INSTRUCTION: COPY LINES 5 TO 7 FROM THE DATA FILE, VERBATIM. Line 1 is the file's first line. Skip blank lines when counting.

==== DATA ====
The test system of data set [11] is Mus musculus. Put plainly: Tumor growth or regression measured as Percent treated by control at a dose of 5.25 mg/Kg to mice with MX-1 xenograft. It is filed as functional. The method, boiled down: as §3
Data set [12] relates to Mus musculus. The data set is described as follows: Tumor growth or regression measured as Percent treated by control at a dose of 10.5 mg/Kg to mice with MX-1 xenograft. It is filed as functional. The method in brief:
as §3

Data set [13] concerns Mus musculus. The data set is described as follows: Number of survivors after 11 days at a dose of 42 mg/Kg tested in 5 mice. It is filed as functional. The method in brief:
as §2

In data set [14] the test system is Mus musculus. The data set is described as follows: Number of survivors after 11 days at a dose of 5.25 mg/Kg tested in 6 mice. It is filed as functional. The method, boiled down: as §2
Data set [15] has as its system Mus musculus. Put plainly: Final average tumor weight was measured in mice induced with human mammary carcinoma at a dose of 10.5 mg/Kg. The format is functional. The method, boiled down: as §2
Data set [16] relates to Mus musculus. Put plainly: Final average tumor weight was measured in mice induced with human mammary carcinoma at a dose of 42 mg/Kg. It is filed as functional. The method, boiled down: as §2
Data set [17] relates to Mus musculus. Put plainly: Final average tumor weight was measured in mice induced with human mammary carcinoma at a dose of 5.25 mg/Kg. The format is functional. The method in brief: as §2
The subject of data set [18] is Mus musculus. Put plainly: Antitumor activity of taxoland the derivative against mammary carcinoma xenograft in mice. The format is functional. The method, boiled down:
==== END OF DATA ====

as §2

In data set [14] the test system is Mus musculus. The data set is described as follows: Number of survivors after 11 days at a dose of 5.25 mg/Kg tested in 6 mice. It is filed as functional. The method, boiled down: as §2
Data set [15] has as its system Mus musculus. Put plainly: Final average tumor weight was measured in mice induced with human mammary carcinoma at a dose of 10.5 mg/Kg. The format is functional. The method, boiled down: as §2